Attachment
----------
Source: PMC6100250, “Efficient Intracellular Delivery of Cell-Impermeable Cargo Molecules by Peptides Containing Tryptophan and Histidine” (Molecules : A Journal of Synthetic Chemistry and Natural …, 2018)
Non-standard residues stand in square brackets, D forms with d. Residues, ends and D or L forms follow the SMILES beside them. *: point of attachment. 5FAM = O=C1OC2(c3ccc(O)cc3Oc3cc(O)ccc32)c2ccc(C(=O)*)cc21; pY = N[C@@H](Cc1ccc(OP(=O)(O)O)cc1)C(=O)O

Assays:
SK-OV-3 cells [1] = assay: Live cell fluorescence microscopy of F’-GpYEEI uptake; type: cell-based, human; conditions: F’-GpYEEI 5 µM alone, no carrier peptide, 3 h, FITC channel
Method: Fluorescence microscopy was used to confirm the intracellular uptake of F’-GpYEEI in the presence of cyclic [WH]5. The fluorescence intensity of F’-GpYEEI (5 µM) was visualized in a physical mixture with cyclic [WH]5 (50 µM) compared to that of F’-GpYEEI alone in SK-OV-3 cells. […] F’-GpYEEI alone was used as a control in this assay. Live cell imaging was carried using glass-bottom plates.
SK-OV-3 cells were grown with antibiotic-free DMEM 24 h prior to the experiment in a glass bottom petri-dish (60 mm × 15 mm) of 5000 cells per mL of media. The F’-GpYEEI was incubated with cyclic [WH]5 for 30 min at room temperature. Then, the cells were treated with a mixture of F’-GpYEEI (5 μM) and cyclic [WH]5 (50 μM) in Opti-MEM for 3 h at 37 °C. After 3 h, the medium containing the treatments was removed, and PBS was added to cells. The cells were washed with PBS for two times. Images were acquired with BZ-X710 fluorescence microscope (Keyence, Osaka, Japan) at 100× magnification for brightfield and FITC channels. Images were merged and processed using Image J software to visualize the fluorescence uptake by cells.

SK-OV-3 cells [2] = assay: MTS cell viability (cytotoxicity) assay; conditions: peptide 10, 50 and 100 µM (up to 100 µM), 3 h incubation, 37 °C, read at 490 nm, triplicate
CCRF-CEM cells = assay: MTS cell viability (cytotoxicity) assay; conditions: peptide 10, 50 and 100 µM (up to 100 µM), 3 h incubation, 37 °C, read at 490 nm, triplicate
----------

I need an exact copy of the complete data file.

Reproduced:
Source: PMC6100250, “Efficient Intracellular Delivery of Cell-Impermeable Cargo Molecules by Peptides Containing Tryptophan and Histidine” (Molecules : A Journal of Synthetic Chemistry and Natural …, 2018)
Non-standard residues stand in square brackets, D forms with d. Residues, ends and D or L forms follow the SMILES beside them. *: point of attachment. 5FAM = O=C1OC2(c3ccc(O)cc3Oc3cc(O)ccc32)c2ccc(C(=O)*)cc21; pY = N[C@@H](Cc1ccc(OP(=O)(O)O)cc1)C(=O)O

Assays:
SK-OV-3 cells [1] = assay: Live cell fluorescence microscopy of F’-GpYEEI uptake; type: cell-based, human; conditions: F’-GpYEEI 5 µM alone, no carrier peptide, 3 h, FITC channel
Method: Fluorescence microscopy was used to confirm the intracellular uptake of F’-GpYEEI in the presence of cyclic [WH]5. The fluorescence intensity of F’-GpYEEI (5 µM) was visualized in a physical mixture with cyclic [WH]5 (50 µM) compared to that of F’-GpYEEI alone in SK-OV-3 cells. […] F’-GpYEEI alone was used as a control in this assay. Live cell imaging was carried using glass-bottom plates.
SK-OV-3 cells were grown with antibiotic-free DMEM 24 h prior to the experiment in a glass bottom petri-dish (60 mm × 15 mm) of 5000 cells per mL of media. The F’-GpYEEI was incubated with cyclic [WH]5 for 30 min at room temperature. Then, the cells were treated with a mixture of F’-GpYEEI (5 μM) and cyclic [WH]5 (50 μM) in Opti-MEM for 3 h at 37 °C. After 3 h, the medium containing the treatments was removed, and PBS was added to cells. The cells were washed with PBS for two times. Images were acquired with BZ-X710 fluorescence microscope (Keyence, Osaka, Japan) at 100× magnification for brightfield and FITC channels. Images were merged and processed using Image J software to visualize the fluorescence uptake by cells.

SK-OV-3 cells [2] = assay: MTS cell viability (cytotoxicity) assay; conditions: peptide 10, 50 and 100 µM (up to 100 µM), 3 h incubation, 37 °C, read at 490 nm, triplicate
CCRF-CEM cells = assay: MTS cell viability (cytotoxicity) assay; conditions: peptide 10, 50 and 100 µM (up to 100 µM), 3 h incubation, 37 °C, read at 490 nm, triplicate